A recent storm that flooded low-lying streets in Howard Beach and other south Queens neighborhoods conjured up memories of Hurricane Sandy — and a renewed effort to resolve flooding issues in the area.
The Feb. 8 to 9 storm featured higher-than-normal high tides that waterlogged flood-prone streets in Howard Beach, Hamilton Beach, Broad Channel and the Rockaways. The damage wasn’t close to the severity of destruction that Hurricane Sandy brought in October 2012, but it was a reminder of the area’s vulnerability to coastal storms.
State Senator Joseph Addabbo announced on Monday that he sent a letter to the U.S. Army Corps of Engineers to consider other projects that would fortify flood-prone areas of south Queens. The Corps played an important role following Sandy in building double dunes on the Rockaway Peninsula and launching other projects to reduce flood risks, including the upcoming dredging of the Hawtree Basin Canal.
“While I understand that we can’t completely stop the flow of water, water levels have grown higher and higher over the years, turning residents into powerless victims who can do little but to sit and watch their homes be flooded day after day,” Addabbo said in a statement. “It is time for qualified, professional engineers to take a serious look at what can be done to help. Whether it be dredging or some other project that can help ease the flooding in these communities, something must be done to help protect the residents and their properties.”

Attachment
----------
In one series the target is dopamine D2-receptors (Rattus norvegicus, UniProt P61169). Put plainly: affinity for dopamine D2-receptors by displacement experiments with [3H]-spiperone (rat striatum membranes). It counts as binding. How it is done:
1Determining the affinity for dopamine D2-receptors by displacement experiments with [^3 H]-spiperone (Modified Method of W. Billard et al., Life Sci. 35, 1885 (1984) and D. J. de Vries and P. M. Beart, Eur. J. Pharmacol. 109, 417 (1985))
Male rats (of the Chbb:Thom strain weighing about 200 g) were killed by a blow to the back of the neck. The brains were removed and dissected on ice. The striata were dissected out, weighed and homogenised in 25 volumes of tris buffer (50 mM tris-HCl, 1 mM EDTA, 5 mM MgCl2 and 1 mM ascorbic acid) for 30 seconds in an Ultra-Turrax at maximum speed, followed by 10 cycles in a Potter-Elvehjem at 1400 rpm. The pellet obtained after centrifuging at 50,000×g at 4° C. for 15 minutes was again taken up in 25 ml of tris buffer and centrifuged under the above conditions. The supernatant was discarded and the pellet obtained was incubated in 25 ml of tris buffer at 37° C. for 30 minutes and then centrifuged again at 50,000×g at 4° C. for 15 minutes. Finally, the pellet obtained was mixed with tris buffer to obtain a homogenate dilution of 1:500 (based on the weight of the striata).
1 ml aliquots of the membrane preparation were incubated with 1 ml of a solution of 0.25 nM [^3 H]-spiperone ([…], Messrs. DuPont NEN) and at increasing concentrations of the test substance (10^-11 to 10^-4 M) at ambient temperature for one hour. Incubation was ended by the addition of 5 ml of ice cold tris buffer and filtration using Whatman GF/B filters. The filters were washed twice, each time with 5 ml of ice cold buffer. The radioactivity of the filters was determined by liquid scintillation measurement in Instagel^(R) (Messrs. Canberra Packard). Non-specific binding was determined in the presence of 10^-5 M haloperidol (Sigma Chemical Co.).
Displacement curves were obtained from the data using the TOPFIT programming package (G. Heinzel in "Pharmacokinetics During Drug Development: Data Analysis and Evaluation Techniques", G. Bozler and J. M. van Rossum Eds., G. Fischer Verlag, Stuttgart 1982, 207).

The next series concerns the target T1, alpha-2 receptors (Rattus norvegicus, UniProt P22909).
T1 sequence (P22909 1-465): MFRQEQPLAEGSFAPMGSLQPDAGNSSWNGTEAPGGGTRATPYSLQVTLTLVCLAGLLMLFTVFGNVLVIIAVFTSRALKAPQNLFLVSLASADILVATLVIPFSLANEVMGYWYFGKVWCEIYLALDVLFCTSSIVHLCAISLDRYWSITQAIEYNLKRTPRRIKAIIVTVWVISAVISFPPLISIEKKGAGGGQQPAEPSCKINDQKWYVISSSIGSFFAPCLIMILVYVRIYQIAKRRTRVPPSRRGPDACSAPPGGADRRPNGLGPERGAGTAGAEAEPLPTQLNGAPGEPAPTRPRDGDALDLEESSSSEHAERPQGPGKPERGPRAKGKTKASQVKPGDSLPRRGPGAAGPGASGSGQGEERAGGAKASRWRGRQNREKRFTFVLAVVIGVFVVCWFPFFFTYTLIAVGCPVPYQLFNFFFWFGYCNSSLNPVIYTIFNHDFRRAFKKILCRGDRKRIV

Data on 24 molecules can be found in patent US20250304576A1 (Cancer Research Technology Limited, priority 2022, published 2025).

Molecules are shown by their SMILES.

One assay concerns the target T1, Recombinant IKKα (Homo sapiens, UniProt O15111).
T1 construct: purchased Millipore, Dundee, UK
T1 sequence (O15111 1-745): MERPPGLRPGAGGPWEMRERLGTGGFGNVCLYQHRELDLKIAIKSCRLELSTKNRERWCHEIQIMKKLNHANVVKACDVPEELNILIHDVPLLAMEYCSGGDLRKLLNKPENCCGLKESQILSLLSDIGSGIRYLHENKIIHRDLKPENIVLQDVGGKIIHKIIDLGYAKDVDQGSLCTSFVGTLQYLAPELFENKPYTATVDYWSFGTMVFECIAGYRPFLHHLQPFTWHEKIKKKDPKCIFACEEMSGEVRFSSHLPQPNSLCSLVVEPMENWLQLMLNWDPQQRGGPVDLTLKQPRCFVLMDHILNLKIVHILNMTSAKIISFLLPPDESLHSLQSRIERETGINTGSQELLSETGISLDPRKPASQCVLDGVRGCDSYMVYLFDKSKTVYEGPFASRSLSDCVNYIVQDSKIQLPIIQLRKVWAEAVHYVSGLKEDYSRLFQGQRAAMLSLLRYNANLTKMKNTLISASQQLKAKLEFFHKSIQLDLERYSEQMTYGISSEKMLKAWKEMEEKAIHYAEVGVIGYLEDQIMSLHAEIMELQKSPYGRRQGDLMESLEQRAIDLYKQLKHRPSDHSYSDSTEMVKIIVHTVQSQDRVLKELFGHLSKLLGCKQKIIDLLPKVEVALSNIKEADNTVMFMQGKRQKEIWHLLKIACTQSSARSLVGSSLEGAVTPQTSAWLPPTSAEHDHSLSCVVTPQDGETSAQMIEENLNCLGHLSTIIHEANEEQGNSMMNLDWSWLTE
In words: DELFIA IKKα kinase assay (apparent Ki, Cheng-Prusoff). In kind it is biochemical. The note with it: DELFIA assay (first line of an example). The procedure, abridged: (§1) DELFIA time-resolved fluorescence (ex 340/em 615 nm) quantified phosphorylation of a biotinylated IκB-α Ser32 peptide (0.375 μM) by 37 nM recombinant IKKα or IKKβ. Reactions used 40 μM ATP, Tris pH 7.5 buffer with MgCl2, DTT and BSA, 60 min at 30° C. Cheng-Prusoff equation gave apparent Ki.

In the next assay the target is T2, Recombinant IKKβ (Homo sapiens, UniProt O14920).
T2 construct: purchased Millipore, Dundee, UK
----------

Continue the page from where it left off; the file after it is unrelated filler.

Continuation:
With Addabbo seeking federal help, Assemblyman Phil Goldfeder turned to the city to seek flooding solutions for south Queens. Last week, he called on the city’s Department of Environmental Protection (DEP) and the Economic Development Corporation (EDC) to review coastal infrastructure throughout the region and expedite projects including new stormwater valves at the reconstructed Rockaway seawall alongside Jamaica Bay.
Goldfeder cited concerns he heard from constituents that many catch basins and sewers in the area are clogged, which potentially contributed to the recent flooding problems.
“Coastal flooding is a fact of life for so many of our families in southern Queens and Rockaway,” Goldfeder said. “However, this doesn’t mean we can’t take steps to mitigate the risk. We deserve to know that our coastal infrastructure is up to the task and that planned upgrades are put in place without delay.”